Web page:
43 Passive Transport

Learning Objectives

By the end of this section, you will be able to do the following:

  • Explain why and how passive transport occurs
  • Understand the osmosis and diffusion processes
  • Define tonicity and its relevance to passive transport

Plasma membranes must allow certain substances to enter and leave a cell, and prevent some harmful materials from entering and some essential materials from leaving. In other words, plasma membranes are selectively permeable (semipermeable)—they allow some substances to pass through, but not others. If they were to lose this selectivity, the cell would no longer be able to sustain itself, and it would be destroyed. Some cells require larger amounts of specific substances. They must have a way of obtaining these materials from extracellular fluids. This may happen passively, as certain materials move back and forth, or the cell may have special mechanisms that facilitate transport. Some materials are so important to a cell that it spends some of its energy hydrolyzing adenosine triphosphate (ATP) to obtain these materials. Red blood cells use some of their energy doing just that. Most cells spend the majority of their energy on maintaining an imbalance of sodium and potassium ions between the cell’s interior and exterior, as well as on protein synthesis.

The most direct forms of membrane transport are passive. Passive transport is a naturally occurring phenomenon and does not require the cell to exert any of its energy to accomplish the movement. In passive transport, substances move from an area of higher concentration to an area of lower concentration. A physical space in which there is a single substance concentration range has a concentration gradient.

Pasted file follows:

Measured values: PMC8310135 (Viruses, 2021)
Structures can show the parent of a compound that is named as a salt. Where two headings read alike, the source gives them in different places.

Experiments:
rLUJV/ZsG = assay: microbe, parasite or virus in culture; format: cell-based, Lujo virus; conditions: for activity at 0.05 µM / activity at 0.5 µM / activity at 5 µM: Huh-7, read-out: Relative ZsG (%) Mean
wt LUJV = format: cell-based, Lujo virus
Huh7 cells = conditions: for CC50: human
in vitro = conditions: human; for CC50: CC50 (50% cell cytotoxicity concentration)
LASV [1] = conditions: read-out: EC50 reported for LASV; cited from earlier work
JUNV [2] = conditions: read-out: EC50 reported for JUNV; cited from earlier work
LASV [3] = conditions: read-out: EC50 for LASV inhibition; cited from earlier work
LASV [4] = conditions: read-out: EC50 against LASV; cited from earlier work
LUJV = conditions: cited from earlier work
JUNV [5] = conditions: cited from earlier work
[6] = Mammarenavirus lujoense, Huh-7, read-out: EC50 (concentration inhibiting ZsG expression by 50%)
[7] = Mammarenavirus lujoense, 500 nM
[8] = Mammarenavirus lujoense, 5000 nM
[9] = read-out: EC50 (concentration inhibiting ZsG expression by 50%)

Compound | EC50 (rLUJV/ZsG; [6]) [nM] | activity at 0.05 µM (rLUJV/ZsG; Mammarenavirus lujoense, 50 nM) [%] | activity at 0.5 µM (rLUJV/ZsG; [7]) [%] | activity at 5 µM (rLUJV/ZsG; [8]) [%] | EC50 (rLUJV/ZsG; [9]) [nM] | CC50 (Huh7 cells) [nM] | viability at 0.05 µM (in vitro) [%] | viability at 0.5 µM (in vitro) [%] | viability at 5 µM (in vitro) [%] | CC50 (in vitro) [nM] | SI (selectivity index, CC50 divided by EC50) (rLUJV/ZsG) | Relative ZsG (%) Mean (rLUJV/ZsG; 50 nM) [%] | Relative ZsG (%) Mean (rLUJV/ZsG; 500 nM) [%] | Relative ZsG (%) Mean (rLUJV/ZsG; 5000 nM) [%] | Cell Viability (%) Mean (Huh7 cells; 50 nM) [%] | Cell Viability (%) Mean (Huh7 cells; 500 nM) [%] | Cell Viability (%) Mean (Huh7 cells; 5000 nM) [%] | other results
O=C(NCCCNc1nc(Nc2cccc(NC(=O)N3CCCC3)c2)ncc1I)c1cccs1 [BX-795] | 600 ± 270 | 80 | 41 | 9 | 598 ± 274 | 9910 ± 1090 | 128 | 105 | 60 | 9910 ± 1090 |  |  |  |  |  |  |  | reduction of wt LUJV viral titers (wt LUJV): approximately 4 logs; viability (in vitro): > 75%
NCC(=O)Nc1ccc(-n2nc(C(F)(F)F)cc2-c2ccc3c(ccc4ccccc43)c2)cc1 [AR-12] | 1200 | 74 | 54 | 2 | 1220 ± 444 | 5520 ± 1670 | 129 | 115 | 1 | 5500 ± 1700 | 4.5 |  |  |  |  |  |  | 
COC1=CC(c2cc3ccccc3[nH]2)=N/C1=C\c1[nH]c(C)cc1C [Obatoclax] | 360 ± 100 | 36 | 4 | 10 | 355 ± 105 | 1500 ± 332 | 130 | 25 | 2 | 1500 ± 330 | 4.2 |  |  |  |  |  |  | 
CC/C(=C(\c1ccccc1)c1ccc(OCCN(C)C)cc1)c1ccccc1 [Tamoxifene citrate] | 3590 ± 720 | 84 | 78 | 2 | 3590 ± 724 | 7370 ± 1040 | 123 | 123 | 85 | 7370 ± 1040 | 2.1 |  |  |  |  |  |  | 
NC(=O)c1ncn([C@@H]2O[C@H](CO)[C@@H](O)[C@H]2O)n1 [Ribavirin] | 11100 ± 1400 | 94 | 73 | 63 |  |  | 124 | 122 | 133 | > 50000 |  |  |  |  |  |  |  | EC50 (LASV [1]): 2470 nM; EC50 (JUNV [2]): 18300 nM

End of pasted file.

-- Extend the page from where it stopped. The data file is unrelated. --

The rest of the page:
Selective Permeability

Plasma membranes are asymmetric: the membrane’s interior is not identical to its exterior. There is a considerable difference between the array of phospholipids and proteins between the two leaflets that form a membrane. On the membrane’s interior, some proteins serve to anchor the membrane to the cytoskeleton’s fibers. There are peripheral proteins on the membrane’s exterior that bind extracellular matrix elements. Carbohydrates, attached to lipids or proteins, are also on the plasma membrane’s exterior surface. These carbohydrate complexes help the cell bind required substances in the extracellular fluid. This adds considerably to plasma membrane’s selective nature (Figure 5.7).


Illustratin of plasma membrane
Figure 5.7 The plasma membrane’s exterior surface is not identical to its interior surface.

Recall that plasma membranes are amphiphilic: they have hydrophilic and hydrophobic regions. This characteristic helps move some materials through the membrane and hinders the movement of others. Non-polar and lipid-soluble material with a low molecular weight can easily slip through the membrane’s hydrophobic lipid core. Substances such as the fat-soluble vitamins A, D, E, and K readily pass through the plasma membranes in the digestive tract and other tissues. Fat-soluble drugs and hormones also gain easy entry into cells and readily transport themselves into the body’s tissues and organs. Oxygen and carbon dioxide molecules have no charge and pass through membranes by simple diffusion.

Polar substances present problems for the membrane. While some polar molecules connect easily with the cell’s outside, they cannot readily pass through the plasma membrane’s lipid core. Additionally, while small ions could easily slip through the spaces in the membrane’s mosaic, their charge prevents them from doing so. Ions such as sodium, potassium, calcium, and chloride must have special means of penetrating plasma membranes. Ion channels and ion pumps are examples of these special means. Simple sugars and amino acids also need the help of various transmembrane proteins (channels) to transport themselves across plasma membranes.